Why Big Data won’t tell businesses what their customers want
Eight out of ten businesses say they really don’t know what their customers want. They are missing the fundamentals of customer care, says internet psychologist Graham Jones
Most business people I meet reckon they understand their customers. The trouble is that most customers I meet say that their suppliers do not understand them. I fear the situation is getting worse, rather than better – and it’s all because of the Internet.
A couple of years ago I read some research that showed that even amongst the world’s top brands an understanding of what the customer wanted was sadly lacking. The study asked company executives to produce a list of the top reasons as to why customers bought their products and services. Unbeknown to the companies, the researchers had asked the customers to create a similar list, showing the top reasons for their purchases.
It will come as little surprise to you that there was an almost total mismatch between the two lists. The reasons that the company thought people bought their products were not the reasons customers actually said was the case. In other words, in spite of millions of pounds being spent by major brands on customer research, they still had diddly-squat of an idea as to what their clients really wanted.
Nowadays, rather than actually talk to people, companies are increasingly relying on ‘big data’ and all of the analytics that the web can bring. If you want, you can go to your website analytics and discover what browser the person was using who visited your website at 2am yesterday and what computer they were using and where it is located in the world. You can also find out what words they used to search for you, what websites they were on before they came to yours and where they went to next. You are not short of data and information about the visitors to your website. Except one thing – what they actually wanted.
It all reminds me of banks. Years ago the local bank manager had very little access to any data. All that bank managers had was some kind of instinct. They just “felt” who was good for a loan – and most of the time they were right. Then along came credit scoring and data. Those old-fashioned bank managers were sent off on early retirement, allowing the bank to rely on data. Except one major problem unfolded – there was an increase in bad lending. Reliance on data instead of instinct is part of the reason for the credit crunch and the ensuing economic chaos.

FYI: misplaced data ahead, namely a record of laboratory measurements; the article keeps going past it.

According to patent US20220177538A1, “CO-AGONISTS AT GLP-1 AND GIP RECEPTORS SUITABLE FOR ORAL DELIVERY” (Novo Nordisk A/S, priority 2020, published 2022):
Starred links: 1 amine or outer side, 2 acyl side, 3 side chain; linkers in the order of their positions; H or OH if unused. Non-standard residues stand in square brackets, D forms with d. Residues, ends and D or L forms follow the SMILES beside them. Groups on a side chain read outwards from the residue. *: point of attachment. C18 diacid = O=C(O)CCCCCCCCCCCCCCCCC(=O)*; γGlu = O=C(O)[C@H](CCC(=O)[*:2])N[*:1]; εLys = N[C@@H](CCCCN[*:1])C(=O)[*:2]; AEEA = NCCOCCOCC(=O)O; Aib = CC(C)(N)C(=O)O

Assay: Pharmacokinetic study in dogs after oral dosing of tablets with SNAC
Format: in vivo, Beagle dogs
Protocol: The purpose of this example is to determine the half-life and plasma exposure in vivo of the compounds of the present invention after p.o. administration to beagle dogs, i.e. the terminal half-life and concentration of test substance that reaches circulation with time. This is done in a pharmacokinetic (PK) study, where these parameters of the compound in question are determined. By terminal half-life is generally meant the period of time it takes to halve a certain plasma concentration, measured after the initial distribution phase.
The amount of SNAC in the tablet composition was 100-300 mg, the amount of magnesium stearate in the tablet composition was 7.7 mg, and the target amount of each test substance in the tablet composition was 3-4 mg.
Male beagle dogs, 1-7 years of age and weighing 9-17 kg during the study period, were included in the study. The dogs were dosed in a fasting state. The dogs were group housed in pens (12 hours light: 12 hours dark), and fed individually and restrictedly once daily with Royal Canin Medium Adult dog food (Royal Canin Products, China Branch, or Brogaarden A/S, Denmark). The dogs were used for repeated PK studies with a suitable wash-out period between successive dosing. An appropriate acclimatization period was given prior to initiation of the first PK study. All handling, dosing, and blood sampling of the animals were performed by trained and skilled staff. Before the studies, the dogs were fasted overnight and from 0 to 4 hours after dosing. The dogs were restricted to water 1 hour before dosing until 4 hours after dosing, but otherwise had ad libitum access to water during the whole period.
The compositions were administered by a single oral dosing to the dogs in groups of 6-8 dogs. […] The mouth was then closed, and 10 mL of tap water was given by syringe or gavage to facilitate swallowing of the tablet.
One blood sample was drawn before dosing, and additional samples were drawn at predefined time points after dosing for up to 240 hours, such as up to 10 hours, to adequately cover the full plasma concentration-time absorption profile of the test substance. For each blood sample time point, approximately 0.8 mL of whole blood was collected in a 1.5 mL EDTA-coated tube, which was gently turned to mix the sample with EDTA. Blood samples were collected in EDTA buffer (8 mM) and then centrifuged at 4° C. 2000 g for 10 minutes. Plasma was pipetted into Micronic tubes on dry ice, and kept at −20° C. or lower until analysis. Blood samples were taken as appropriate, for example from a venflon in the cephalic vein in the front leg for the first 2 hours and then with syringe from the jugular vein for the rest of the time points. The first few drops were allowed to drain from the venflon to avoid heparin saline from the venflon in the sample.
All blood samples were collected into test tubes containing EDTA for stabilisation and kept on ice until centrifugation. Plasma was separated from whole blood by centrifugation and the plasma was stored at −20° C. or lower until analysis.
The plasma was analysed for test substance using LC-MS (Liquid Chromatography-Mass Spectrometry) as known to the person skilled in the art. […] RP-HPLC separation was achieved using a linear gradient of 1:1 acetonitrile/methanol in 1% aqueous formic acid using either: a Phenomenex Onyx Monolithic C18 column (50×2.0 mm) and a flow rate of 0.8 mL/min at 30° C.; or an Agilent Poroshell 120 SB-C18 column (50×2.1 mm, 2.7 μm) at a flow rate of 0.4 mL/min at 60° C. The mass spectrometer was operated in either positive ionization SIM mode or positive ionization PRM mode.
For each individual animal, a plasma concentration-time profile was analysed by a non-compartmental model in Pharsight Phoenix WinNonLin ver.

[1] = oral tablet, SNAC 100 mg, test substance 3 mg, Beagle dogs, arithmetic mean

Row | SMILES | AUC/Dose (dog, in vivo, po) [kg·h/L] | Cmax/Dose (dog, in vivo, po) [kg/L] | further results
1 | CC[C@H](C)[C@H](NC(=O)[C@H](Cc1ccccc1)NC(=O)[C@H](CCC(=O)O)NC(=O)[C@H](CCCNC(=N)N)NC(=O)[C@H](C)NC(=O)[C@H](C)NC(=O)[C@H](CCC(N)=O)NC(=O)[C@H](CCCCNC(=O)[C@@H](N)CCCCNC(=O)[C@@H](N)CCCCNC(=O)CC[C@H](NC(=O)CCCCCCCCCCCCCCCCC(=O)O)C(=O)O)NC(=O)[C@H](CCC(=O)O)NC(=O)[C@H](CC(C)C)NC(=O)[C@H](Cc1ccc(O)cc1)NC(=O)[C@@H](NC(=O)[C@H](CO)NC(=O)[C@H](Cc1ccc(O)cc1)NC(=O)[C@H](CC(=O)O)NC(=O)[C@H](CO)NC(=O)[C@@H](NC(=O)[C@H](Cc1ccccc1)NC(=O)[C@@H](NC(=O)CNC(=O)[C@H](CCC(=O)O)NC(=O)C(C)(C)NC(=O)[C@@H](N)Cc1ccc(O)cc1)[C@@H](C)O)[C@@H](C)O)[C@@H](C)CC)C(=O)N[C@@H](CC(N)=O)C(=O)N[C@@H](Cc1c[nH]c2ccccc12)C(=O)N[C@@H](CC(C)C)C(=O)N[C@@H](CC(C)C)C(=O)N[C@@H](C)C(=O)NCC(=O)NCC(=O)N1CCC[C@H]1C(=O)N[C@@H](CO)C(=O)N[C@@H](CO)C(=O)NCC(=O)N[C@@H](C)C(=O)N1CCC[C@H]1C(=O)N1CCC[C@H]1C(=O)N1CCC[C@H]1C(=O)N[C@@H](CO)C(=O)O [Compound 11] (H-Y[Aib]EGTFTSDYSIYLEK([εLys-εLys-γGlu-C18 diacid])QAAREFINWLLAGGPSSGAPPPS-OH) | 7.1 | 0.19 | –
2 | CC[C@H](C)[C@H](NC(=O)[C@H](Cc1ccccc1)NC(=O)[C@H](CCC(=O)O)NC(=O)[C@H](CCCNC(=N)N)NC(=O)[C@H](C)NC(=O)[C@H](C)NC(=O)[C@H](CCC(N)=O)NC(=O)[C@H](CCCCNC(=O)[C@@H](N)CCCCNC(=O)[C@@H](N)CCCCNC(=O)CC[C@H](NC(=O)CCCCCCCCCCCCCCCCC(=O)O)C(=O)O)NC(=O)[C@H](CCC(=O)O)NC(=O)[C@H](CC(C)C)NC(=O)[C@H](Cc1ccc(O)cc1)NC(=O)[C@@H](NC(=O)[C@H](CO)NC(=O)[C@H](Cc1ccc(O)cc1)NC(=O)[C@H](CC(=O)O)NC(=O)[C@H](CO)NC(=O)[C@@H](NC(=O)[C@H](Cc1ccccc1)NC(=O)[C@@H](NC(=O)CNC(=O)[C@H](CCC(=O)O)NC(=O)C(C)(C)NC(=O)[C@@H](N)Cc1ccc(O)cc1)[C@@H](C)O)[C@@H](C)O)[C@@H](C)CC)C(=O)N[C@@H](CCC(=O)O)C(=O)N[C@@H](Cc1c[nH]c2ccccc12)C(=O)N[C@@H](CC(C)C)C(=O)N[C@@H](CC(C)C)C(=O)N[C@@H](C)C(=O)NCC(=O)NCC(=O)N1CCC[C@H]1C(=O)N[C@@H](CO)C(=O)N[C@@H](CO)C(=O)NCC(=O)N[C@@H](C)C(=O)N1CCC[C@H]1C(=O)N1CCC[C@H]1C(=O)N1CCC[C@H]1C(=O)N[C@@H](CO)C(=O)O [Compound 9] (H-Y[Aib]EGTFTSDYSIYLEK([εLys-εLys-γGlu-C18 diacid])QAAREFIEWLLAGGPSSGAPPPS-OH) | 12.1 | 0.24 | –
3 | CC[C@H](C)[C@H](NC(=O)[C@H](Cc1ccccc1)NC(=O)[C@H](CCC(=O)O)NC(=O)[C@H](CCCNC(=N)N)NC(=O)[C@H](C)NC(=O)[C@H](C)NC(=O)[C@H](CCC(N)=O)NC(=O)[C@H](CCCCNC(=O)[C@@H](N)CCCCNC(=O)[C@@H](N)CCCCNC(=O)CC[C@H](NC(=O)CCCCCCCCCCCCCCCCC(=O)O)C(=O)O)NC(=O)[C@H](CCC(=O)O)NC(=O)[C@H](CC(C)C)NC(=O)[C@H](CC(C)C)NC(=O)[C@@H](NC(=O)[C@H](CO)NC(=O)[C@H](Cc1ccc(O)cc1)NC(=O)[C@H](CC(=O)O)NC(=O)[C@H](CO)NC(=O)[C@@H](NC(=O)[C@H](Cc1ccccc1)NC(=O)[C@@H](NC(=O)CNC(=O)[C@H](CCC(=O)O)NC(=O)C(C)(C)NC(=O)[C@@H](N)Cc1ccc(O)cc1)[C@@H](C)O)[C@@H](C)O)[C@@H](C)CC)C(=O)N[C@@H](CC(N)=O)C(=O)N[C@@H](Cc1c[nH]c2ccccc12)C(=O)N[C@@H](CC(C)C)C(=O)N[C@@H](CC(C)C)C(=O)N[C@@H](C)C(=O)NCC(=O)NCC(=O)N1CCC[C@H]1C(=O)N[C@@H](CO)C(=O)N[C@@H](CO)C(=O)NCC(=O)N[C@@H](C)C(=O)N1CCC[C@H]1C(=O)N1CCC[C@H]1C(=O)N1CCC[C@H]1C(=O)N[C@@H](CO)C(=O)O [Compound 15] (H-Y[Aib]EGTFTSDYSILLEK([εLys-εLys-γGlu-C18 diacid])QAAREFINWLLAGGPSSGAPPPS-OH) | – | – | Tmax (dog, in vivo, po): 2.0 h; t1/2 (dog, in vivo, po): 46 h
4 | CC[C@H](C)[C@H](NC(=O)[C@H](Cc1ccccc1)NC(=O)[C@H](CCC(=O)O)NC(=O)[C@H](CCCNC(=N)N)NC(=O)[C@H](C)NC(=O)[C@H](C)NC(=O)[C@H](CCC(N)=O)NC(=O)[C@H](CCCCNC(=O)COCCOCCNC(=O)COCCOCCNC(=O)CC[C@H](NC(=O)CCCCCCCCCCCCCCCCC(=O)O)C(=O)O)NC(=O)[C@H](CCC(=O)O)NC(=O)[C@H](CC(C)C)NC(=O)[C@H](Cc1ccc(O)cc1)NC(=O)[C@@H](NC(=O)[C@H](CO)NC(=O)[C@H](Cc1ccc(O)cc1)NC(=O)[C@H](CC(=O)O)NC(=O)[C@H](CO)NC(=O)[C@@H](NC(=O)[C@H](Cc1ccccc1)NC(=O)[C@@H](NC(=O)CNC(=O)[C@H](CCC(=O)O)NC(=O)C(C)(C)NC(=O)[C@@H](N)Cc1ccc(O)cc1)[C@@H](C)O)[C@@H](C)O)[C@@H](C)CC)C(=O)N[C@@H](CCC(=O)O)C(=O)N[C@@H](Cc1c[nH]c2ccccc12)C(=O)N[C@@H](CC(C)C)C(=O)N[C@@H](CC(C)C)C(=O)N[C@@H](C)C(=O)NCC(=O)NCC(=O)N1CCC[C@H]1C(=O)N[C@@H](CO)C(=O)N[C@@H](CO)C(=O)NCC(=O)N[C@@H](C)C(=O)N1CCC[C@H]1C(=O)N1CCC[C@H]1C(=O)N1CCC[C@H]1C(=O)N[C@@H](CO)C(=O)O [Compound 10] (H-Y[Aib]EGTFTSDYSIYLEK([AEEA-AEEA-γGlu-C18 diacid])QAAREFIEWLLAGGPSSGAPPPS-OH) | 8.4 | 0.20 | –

Lack of understanding
Now, we discover this week that in a study of several thousands of businesses the most pressing problem they face is a lack of understanding of their customers. The Experian 2016 Digital Marketing Report reveals that the biggest challenge is actually understanding what customers want. Eight out of ten businesses say they have no way of working out a view of their customers.
Yet these are the very businesses that have technology piled high in their buildings and data filling up hard drives as fast as you can say the words “drowning in data”.
How can you possibly understand your customers when you are so remote from them? We now have millions of workers sitting in cubicles in offices facing a screen having never met a customer in their life. Is it any wonder they are desperate to try and find out what they want?
Here’s the solution. If you want to understand your customers, go and speak to them. It’s easy. Honest.
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